Evil Dead is a franchise that has multiple personalities. Sometimes skin-crawling horror. Sometimes hilarious camp carnival. I don’t begrudge the fans of Bruce Campbell’s campaign of goofy violence for not being fans of the 2013 reboot, but it’s undeniable that it drew a line in the sand and set a precedent of what the modern Evil Dead standards became. Evil Dead (2013) was an unflinching, disturbing gorefest that helped revitalize a dying horror scene. While not entirely devoid of the campiness of the original sequels, it loudly proclaimed that the original intensity of Evil Dead is back and is the standard going forward.
Ten long years we waited for the next installment. With bated breath we asked when and how the renewed vigor of the Evil Dead franchise would march on. Evil Dead Rise is uncharacteristically mute in its answer.
Let me get this out of the way. Evil Dead Rise is not a bad movie. In fact, in an age where “elevated”, psychological horror reigns supreme, the old-school Evil Dead formula shines brightly as a refreshing reminder that body horror remains a valuable part of the genre. Relative to its peers, it’s a reminder that horror is still the art of visceral fear. The film also benefits from a cast and crew who are firing on all cylinders. The cinematography is fun and engaging. The acting is excellent across the board. On a technical level, “Rise” meets the expectations of a modern mid-budget film.
On its face, Evil Dead Rise has all the hallmarks of its predecessor. There’s a lot of blood. There are demonic zombie infections. There are funny one-liners. It’s Evil Dead. What isn’t there is the relentless intensity. The nonstop menagerie of moments that give you incredibly uncomfortable violence. What “Rise” fails to deliver is the unbridled game of “scary chicken” that its predecessor provided. The moments of discomfort in Evil Dead (2013) that really made your skin crawl were moments that it leaned into. It made you watch without cutting away. When you watched someone licking a boxcutter, you were held in that moment until they decided to let you go. Hypodermic needles to the eye? Let’s give you that ten times in a row. Where Evil Dead Rise fails, is not in its premise, its characters, or even its gnarliest moments. Where it fails is its apparent lack of commitment to its full potential.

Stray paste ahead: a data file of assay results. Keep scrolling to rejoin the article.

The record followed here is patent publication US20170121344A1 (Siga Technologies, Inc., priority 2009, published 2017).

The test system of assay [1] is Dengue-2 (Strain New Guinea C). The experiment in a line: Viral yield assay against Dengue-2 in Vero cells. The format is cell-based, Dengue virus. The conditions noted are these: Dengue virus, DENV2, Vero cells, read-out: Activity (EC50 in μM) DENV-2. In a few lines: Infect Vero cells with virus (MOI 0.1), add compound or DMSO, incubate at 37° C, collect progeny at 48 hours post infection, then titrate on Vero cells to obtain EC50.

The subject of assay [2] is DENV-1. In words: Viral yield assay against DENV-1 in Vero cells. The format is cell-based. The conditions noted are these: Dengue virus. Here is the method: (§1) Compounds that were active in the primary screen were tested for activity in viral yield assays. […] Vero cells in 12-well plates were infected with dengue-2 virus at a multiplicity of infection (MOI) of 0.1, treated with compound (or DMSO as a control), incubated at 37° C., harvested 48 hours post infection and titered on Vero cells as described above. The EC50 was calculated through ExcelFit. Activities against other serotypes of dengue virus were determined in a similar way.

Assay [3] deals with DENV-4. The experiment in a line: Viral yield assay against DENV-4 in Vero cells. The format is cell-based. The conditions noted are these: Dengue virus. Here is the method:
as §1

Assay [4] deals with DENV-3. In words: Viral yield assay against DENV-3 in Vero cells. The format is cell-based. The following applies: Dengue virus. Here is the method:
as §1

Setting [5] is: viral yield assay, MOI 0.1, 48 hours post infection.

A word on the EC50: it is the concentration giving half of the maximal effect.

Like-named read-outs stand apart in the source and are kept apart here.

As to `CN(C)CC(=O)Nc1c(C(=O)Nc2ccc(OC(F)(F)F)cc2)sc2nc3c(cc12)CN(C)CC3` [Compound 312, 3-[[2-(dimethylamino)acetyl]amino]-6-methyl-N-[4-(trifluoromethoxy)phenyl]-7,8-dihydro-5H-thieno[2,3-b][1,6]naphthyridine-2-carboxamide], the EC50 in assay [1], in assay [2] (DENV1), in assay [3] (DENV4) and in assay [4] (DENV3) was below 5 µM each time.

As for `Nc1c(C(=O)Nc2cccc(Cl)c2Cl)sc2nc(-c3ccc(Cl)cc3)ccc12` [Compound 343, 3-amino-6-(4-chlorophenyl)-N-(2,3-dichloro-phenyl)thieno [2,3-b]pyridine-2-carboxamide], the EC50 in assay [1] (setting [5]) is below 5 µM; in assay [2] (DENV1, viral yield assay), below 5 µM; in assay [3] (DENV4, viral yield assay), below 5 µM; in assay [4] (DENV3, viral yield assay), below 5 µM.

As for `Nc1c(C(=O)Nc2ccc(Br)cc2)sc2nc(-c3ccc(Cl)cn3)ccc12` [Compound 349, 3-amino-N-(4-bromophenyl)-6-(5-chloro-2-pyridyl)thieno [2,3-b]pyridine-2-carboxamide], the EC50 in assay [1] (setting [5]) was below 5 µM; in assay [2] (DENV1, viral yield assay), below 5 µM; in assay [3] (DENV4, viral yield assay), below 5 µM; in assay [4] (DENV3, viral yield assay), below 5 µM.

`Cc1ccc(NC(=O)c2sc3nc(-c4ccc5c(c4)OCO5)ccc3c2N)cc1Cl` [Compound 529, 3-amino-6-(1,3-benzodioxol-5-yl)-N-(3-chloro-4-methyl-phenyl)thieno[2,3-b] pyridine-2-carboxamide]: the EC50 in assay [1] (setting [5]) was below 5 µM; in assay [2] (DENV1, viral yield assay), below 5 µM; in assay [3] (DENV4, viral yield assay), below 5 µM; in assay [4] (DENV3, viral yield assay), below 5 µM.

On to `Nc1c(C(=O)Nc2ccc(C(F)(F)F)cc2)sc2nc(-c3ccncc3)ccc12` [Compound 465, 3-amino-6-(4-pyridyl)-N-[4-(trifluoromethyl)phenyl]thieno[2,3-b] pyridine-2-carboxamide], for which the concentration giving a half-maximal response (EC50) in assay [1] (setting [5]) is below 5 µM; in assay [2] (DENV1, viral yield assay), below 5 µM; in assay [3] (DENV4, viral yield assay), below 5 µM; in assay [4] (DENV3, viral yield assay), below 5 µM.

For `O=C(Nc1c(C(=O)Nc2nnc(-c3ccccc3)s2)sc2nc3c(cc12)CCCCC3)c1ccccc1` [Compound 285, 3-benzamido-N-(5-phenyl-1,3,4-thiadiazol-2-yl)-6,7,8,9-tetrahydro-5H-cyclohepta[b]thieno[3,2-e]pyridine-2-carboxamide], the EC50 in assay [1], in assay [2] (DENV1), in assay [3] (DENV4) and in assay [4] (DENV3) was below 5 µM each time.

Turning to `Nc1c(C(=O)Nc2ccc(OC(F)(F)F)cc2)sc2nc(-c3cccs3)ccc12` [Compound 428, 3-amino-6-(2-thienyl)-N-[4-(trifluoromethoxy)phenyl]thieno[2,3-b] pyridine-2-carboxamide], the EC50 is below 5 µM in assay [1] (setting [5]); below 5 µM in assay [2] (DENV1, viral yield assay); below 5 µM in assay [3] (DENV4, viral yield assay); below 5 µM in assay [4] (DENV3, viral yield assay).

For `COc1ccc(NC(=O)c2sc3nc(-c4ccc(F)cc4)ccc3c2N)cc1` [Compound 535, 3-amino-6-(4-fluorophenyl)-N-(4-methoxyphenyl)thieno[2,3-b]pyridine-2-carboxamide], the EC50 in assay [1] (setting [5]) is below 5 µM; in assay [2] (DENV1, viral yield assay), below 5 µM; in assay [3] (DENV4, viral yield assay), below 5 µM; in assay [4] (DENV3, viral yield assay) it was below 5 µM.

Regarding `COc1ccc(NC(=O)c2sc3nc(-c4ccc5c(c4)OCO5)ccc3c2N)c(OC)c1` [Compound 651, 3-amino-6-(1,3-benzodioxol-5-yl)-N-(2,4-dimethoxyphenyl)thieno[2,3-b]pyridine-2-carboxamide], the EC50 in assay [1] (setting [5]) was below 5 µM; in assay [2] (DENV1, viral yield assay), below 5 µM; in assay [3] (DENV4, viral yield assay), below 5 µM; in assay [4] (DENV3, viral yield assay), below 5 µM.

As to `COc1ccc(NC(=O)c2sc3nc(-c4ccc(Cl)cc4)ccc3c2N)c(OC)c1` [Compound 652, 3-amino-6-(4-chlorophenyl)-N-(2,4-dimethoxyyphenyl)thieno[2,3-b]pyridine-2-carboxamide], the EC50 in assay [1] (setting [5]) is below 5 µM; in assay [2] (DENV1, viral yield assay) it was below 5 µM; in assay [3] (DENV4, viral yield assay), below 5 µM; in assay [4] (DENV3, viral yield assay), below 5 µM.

There is a nagging feeling of bashfulness throughout the movie. It’s as if it feels the need to pump the brakes every time the movie might truly push the audience into uncomfortable territory. There are passing moments where it displays some interesting and sick ideas. While these moments, as they are, can hold their own in the current state of the genre, it feels as though the potential to meet or exceed the precedent set by the last entry in the franchise is undercut at every turn. There were opportunities for “Rise” to carry the spirit of its predecessors – scenes that could have been iconic and lingering memories. Unfortunately, each of these opportunities are come and go in a blink. Nothing more than a series of shy winks.
Ultimately, Evil Dead Rise is a passable, but safe attempt to capitalize on a decade of anticipation. It’s a fun 90-minute ride, but it doesn’t offer anything worth remembering.